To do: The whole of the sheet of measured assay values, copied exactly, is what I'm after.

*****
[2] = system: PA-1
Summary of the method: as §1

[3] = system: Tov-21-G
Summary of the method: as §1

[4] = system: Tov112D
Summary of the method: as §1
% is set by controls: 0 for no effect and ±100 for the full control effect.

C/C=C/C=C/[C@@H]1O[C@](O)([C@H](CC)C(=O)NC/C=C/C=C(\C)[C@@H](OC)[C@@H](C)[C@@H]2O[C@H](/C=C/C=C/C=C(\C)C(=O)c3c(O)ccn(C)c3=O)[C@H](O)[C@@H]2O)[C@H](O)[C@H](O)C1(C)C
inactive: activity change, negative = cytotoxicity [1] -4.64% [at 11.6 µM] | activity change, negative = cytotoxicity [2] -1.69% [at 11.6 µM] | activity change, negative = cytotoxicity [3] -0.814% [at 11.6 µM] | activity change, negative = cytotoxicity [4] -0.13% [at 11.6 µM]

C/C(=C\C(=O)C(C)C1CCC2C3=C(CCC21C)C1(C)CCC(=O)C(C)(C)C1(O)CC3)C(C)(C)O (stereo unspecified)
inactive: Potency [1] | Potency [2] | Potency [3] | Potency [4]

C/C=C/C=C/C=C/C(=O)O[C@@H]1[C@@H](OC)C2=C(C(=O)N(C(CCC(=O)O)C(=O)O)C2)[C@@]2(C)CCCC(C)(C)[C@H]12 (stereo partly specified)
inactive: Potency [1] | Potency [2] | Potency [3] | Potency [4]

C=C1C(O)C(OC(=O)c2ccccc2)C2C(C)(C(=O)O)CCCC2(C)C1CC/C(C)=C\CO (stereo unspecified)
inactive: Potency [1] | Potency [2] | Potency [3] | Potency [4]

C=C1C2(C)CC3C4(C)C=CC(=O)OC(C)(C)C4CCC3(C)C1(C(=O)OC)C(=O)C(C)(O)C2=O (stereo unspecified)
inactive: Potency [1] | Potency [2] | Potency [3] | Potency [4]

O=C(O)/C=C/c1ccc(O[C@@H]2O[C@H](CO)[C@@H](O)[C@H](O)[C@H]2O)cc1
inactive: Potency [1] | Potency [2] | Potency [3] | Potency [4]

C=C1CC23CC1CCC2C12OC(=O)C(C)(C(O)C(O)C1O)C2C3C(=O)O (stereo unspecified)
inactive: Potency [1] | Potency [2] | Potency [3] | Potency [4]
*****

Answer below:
[2] = system: PA-1
Summary of the method: as §1

[3] = system: Tov-21-G
Summary of the method: as §1

[4] = system: Tov112D
Summary of the method: as §1
% is set by controls: 0 for no effect and ±100 for the full control effect.

C/C=C/C=C/[C@@H]1O[C@](O)([C@H](CC)C(=O)NC/C=C/C=C(\C)[C@@H](OC)[C@@H](C)[C@@H]2O[C@H](/C=C/C=C/C=C(\C)C(=O)c3c(O)ccn(C)c3=O)[C@H](O)[C@@H]2O)[C@H](O)[C@H](O)C1(C)C
inactive: activity change, negative = cytotoxicity [1] -4.64% [at 11.6 µM] | activity change, negative = cytotoxicity [2] -1.69% [at 11.6 µM] | activity change, negative = cytotoxicity [3] -0.814% [at 11.6 µM] | activity change, negative = cytotoxicity [4] -0.13% [at 11.6 µM]

C/C(=C\C(=O)C(C)C1CCC2C3=C(CCC21C)C1(C)CCC(=O)C(C)(C)C1(O)CC3)C(C)(C)O (stereo unspecified)
inactive: Potency [1] | Potency [2] | Potency [3] | Potency [4]

C/C=C/C=C/C=C/C(=O)O[C@@H]1[C@@H](OC)C2=C(C(=O)N(C(CCC(=O)O)C(=O)O)C2)[C@@]2(C)CCCC(C)(C)[C@H]12 (stereo partly specified)
inactive: Potency [1] | Potency [2] | Potency [3] | Potency [4]

C=C1C(O)C(OC(=O)c2ccccc2)C2C(C)(C(=O)O)CCCC2(C)C1CC/C(C)=C\CO (stereo unspecified)
inactive: Potency [1] | Potency [2] | Potency [3] | Potency [4]

C=C1C2(C)CC3C4(C)C=CC(=O)OC(C)(C)C4CCC3(C)C1(C(=O)OC)C(=O)C(C)(O)C2=O (stereo unspecified)
inactive: Potency [1] | Potency [2] | Potency [3] | Potency [4]

O=C(O)/C=C/c1ccc(O[C@@H]2O[C@H](CO)[C@@H](O)[C@H](O)[C@H]2O)cc1
inactive: Potency [1] | Potency [2] | Potency [3] | Potency [4]

C=C1CC23CC1CCC2C12OC(=O)C(C)(C(O)C(O)C1O)C2C3C(=O)O (stereo unspecified)
inactive: Potency [1] | Potency [2] | Potency [3] | Potency [4]